Saturday, April 28, 2012

There is something about Oxygen

When water gets frozen...

We have seen that oxygen is created deep inside massive stars in the set of highly ordered fusion reactions. This was my gut feeling already before I learned about this order when I was looking at those enormous furnaces in space, stars burning at such high temperatures and with such violent explosive reactions going on - our God likes order and there must be order in that fierce reactor - and so there is.

If it was all building up material from the fundamental particles it would already be a masterpiece of planning, design, thinking, creativity ... just awesome. Our cosmos, I mean.

But take this oxygen, for example.

Science has found out that most of the mass of the matter in the universe consists of these three, hydrogen, helium and oxygen (not talking about dark matter). So oxygen is everywhere and also of our bodies about 50% is oxygen. This element is the substance of life as we know it. (Another argument that life is probably flourishing all over the universe...)

But there is something about oxygen.

Something that is not so simple to explain as a natural chain of reactions, events leading to events, lego put over lego. Something quit exceptional like in that Mary in that movie...

If we are just reading boring chemistry or studying the physical properties it may pass our attention among the myriad of facts science has learned about oxygen.

But when we are looking at the marvels of creation we pay attention to exceptions in Nature that are somehow out of the regular patterns and yet highly significant.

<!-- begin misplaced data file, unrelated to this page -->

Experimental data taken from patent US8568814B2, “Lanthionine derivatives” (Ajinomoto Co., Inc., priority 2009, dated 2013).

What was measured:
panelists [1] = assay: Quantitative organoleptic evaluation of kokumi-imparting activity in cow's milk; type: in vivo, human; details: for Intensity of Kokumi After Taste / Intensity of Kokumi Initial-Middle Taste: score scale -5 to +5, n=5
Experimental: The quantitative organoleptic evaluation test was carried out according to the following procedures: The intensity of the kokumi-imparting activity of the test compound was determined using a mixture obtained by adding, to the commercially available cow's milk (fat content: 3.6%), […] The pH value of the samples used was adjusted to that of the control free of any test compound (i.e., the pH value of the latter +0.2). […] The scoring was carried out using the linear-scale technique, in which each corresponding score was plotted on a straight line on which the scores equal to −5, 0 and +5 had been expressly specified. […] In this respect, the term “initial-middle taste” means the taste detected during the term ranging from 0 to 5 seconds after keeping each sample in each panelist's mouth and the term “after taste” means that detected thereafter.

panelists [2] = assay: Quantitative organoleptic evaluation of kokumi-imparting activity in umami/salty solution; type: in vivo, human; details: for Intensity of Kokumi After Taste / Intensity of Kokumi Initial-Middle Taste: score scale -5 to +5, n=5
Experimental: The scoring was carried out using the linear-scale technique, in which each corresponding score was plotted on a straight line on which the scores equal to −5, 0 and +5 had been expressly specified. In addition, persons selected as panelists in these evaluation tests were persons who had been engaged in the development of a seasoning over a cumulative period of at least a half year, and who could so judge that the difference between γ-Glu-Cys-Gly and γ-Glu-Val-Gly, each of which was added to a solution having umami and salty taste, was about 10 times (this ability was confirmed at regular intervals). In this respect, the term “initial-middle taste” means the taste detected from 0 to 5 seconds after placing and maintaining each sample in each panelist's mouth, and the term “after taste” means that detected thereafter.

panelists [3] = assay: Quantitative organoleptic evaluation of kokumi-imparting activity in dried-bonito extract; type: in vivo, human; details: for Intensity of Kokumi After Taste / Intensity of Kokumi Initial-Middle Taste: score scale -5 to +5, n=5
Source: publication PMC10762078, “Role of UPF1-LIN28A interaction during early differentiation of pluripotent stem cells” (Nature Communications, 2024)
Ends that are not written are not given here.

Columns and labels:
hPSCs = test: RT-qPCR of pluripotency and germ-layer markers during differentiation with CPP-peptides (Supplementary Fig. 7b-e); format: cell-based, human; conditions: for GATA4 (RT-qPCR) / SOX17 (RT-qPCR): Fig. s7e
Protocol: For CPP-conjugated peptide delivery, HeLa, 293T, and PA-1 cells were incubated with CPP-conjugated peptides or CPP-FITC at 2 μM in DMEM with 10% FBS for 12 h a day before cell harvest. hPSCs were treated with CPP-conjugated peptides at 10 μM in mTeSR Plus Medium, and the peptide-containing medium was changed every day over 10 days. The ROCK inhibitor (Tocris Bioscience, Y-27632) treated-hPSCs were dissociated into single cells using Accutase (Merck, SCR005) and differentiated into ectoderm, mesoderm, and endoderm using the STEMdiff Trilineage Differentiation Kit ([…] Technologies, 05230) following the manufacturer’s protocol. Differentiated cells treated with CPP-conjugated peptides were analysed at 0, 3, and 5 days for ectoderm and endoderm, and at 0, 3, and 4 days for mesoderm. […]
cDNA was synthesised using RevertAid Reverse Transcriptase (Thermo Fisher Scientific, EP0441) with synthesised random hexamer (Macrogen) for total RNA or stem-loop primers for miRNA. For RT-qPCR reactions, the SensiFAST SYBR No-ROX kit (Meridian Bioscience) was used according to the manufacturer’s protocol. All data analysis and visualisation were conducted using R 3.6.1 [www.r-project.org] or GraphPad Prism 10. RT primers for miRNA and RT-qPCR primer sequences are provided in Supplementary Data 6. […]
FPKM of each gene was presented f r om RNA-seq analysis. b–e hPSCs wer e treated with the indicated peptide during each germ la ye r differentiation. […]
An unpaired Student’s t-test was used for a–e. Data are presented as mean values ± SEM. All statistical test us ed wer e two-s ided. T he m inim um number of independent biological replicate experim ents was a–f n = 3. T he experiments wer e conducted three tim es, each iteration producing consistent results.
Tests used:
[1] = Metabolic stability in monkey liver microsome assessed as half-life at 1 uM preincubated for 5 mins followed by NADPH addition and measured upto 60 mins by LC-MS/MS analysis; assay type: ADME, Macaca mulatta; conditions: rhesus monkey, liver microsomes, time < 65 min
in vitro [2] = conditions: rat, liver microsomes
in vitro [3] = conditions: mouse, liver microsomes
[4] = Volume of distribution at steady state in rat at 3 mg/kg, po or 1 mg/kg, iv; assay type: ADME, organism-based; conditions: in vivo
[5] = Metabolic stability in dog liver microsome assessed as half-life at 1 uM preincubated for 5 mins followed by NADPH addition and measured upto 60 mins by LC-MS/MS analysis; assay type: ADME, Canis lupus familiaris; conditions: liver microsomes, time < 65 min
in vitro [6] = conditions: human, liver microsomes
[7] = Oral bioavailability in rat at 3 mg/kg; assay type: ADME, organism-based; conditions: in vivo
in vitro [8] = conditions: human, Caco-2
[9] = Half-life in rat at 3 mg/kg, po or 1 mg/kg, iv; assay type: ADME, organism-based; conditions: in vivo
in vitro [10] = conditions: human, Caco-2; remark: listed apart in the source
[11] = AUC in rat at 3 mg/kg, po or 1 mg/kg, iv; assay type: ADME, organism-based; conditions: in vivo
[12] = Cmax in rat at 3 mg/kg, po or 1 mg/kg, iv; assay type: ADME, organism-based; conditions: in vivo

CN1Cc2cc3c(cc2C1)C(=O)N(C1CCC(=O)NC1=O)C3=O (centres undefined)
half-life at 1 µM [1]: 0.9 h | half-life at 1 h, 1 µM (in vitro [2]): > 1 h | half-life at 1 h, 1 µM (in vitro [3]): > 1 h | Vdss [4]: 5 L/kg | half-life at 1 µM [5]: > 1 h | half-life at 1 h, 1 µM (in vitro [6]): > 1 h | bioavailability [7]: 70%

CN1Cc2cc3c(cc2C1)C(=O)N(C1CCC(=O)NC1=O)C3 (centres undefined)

So we gasp breath of air when we learn the following:

Oxygen solubility and temperature
The increased solubility of O2 at lower temperatures has important implications for ocean life, as polar oceans support a much higher density of life due to their higher oxygen content.

(From The Chemistry and Fertility of Sea Waters by H.W. Harvey, 1955, citing C.J.J. Fox, "On the coefficients of absorption of atmospheric gases in sea water", Publ. Circ. Cons. Explor. Mer, no. 41, 1907. Harvey however notes that according to later articles in Nature the values appear to be about 3% too high.)

This property of oxygen is truly remarkable!

Wikipedia gives accurate details about this wonder of Nature:
Oxygen is more soluble in water than nitrogen is; water contains approximately 1 molecule of O2 for every 2 molecules of N2, compared to an atmospheric ratio of approximately 1:4.

The solubility of oxygen in water is temperature-dependent, and about twice as much (14.6 mg·L−1) dissolves at 0 °C than at 20 °C (7.6 mg·L−1).

At 25 °C and 1 standard atmosphere (101.3 kPa) of air, freshwater contains about 6.04 milliliters (mL) of oxygen per liter, whereas seawater contains about 4.95 mL per liter.

At 5 °C the solubility increases to 9.0 mL (50% more than at 25 °C) per liter for water and 7.2 mL (45% more) per liter for sea water.

Scientist, please explain!
Although these blogs are about theology I turn all the time to the scientists in order to learn more about creation. That's how it is - they know, because they have studied Nature as it is.

So how come that oxygen has this enormously important property that the solubility increases when temperatures get lower?

I stop this discussion here - there must be a perfectly good scientific explanation on molecular and nuclear chemistry to this strange behaviour and there probably is.

Continued First of May, 2012... well, there probably will be but at the moment there are more questions than answers. A very nice explanation by a young scientist about Higgs boson and other things why matter has properties..  here

Fine tuning of creation
My point is that our Creator is free to make exceptions to the systems He has made when necessary.

We could call this kind of activity "the fine tuning of the natural laws" to fit some specific purpose, like maintaining life on Earth.

And God saw every thing that He had made, and behold, it was very good. 
Genesis 1:31

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